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  • Writer's pictureDr. Elizabeth O'Day

What is NMR Spectroscopy?

Q&A with Dr. Gerhard Wagner, who helped define the field.


Nuclear Magnetic Resonance (NMR) Spectroscopy, developed in late 1940s, is an analytical tool that can tell you the composition, the structure and the dynamics of small molecules, proteins, nucleic acids or combinations thereof. Basically, NMR tells us what something is made of, how it is organized and how it moves. Felix Bloch at Stanford and Edward Purcell at Harvard both earned bragging rights for separately discovering the technique, for which they would share the 1952 Noble Prize in Physics.

Stringer, KA., et al (2016) Front Immunol


Every day physicists, chemists, biochemists, clinicians and more all make use of NMR technology. The principle of NMR relies on nuclei spin and radio frequency energy. You see, everything in our world is made up of matter, that matter is composed of atoms, and those atoms have nuclei containing protons and neutrons. Many nuclei have a property called “spin”, which loosely means they act like tiny bar magnets. If those nuclei (tiny bar magnets) are placed near a bigger magnet, they will tend to line up in the direction of the big magnet. A compass works in a very similar manner, where the small magnet within the compass aligns with the earth’s magnetic field to point North.

The compass needle pointing North, is considered the lower energy state, the “alpha” state in NMR lingo. By applying energy, you can manually move the compass needle from North to South, this is a higher energy state called the “beta” state. As soon as you remove your finger, energy will be released, and the needle will move back to North aka the lower energy alpha state. NMR is very similar, where we place a sample composed of atomic nuclei inside a giant magnet (called B0). This causes the nuclei in the sample to align with B0 in the alpha state. Then just like moving the compass needle, we apply energy in the form of a radiofrequency pulses to move the nuclei to the beta state. When that energy is removed the nuclei will relax back to the low energy alpha state and in doing so emit energy we can detect and quantify.

NMR spectroscopists have developed incredibly sophisticated ways of manipulating those nuclei, applying radiofrequency pulses and detecting the energy emission in 1D, 2D, 3D and even 4D. This has enabled folks to identify new chemical matter, to solve the atomic-resolution structure of proteins and RNA molecules, to understand how drugs and their targets interact and so much more. At Olaris, we use NMR as a robust, universal, non-destructive and highly reproducible platform to detect and quantify metabolites from patient samples to correlate with drug outcomes.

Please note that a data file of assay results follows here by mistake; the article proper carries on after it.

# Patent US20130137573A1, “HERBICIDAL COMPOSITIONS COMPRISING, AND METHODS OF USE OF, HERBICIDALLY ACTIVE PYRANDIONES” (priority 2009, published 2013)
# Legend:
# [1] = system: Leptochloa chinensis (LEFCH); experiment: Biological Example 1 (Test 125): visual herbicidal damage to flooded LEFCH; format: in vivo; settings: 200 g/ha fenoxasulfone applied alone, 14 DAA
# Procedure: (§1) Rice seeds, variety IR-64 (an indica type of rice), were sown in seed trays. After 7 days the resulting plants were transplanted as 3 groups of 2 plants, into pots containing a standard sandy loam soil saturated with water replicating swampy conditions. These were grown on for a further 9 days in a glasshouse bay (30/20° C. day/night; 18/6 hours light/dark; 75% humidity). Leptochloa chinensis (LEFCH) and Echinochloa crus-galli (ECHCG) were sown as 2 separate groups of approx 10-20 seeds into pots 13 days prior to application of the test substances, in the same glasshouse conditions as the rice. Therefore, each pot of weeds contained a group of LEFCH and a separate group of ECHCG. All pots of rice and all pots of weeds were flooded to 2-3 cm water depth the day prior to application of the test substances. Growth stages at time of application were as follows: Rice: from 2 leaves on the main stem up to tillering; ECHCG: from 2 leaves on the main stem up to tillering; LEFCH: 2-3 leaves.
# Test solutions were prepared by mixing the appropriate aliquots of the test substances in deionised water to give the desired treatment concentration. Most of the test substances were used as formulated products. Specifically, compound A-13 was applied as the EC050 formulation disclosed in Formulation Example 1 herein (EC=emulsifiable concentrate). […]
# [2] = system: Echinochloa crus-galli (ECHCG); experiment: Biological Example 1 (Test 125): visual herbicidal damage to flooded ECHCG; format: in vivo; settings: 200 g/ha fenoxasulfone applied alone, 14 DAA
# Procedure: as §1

NMR wouldn’t be what it is today without the contributions of incredibly talented, creative and dedicated scientists. They are the heroes of NMR. I would rank Dr. Gerhard Wagner at the top of that list. Gerhard was part of the team to solve the first NMR structures of small proteins, he has repeatedly developed new methods to revolutionize protein NMR, and the work in his lab around non-uniform sampling (NUS) has transformed the field entirely. Trainees in his lab, of which I am grateful to have been one, are both encouraged and challenged to push the boundaries of NMR. Gerhard has managed to accomplish this and more, while also being one of the nicest and funniest humans out there.

We sat down with Dr. Gerhard Wagner, Olaris Co-Founder, to learn a little more about what drives him.

What led you to NMR?

I studied physics at the Technical University in Munich Germany. As a Diploma thesis project, I decided that I wanted to do something related to biology and chose to use Mössbauer effect to study heme proteins and ferredoxins, proteins that have iron centers. I could characterize the electron energy levels of the heme iron and define their symmetry. I had to build my own spectrometer and measured the 57Fe resonance splitting to get the quadrupole moment. This project got me interested in proteins and showed promise to lead to exciting new insights. Through my supervisor who spent a sabbatical with Bob Shulman at Bell Labs, I learned that one can do NMR spectroscopy of heme proteins and could see many resonances distributed over a large frequency range. This sounded interesting. The postdoc who discovered the heme signals in Bob Shulman’s group at Bell labs was Kurt Wüthrich; he had just accepted a faculty position at the ETH in Zurich and set up a new lab. By chance I knew a female in Zurich who liked skiing and rock climbing as I did. Thus, I decided to move to Zurich in 1973 and start NMR on proteins in the Wüthrich group and climb all tall mountains in the Alps. Luckily, I started a PhD project in Zurich at the early time of protein NMR. I found that aromatic side chains rotate rapidly in the interior of tightly packed globular proteins, I developed methods sequentially assigning proteins and was involved in solving the first solution structures of small proteins. After a postdoc at MIT and another back at the ETH I accepted an offer for my first faculty position at the University of Michigan in Ann Arbor; soon after, I was offered a position at Harvard Medical School, where I have been now since 1990.